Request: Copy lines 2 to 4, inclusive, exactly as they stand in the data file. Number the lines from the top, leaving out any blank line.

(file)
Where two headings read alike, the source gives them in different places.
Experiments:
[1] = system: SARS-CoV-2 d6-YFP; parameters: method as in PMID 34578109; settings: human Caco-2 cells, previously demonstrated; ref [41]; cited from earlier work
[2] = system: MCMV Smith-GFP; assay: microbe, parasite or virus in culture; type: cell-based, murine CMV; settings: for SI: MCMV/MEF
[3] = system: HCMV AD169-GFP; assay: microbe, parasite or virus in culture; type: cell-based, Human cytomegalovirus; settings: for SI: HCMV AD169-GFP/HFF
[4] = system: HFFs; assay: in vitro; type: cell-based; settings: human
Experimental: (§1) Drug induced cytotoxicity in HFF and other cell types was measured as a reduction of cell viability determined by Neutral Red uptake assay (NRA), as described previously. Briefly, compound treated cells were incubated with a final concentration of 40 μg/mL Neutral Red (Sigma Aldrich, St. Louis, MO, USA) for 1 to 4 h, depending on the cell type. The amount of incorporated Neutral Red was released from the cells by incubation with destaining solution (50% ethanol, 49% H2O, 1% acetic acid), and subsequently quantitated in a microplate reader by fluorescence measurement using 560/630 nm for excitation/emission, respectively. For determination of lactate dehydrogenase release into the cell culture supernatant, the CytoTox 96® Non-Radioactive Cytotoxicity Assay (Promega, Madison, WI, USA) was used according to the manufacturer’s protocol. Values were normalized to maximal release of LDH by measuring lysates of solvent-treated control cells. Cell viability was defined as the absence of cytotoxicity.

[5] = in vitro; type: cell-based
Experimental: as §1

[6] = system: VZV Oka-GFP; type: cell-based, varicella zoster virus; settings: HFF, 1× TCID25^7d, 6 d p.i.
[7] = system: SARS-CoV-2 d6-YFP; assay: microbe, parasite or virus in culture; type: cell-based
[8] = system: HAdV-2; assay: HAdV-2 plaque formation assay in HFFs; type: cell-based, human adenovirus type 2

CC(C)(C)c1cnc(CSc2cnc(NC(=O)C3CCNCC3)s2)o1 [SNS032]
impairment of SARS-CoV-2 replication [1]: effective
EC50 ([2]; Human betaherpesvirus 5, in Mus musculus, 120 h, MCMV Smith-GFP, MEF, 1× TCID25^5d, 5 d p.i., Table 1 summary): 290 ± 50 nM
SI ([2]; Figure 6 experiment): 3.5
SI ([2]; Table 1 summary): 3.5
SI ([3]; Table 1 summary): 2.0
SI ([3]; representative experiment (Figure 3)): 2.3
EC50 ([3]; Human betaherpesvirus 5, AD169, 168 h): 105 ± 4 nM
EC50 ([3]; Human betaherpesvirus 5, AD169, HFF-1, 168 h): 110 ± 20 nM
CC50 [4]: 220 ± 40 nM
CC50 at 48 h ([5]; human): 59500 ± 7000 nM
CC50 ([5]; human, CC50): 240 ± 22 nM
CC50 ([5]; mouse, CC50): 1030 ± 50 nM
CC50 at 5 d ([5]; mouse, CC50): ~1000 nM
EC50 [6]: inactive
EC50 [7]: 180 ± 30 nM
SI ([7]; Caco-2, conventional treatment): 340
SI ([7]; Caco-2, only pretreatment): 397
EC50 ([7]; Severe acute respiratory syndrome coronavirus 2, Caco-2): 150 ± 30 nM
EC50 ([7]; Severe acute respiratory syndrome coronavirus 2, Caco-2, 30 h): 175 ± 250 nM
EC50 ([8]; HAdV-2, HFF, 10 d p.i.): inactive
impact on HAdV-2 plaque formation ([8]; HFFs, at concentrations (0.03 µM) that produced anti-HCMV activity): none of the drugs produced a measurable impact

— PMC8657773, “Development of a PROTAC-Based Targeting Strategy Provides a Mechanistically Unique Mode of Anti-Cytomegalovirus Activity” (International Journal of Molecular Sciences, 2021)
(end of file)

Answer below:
Experiments:
[1] = system: SARS-CoV-2 d6-YFP; parameters: method as in PMID 34578109; settings: human Caco-2 cells, previously demonstrated; ref [41]; cited from earlier work
[2] = system: MCMV Smith-GFP; assay: microbe, parasite or virus in culture; type: cell-based, murine CMV; settings: for SI: MCMV/MEF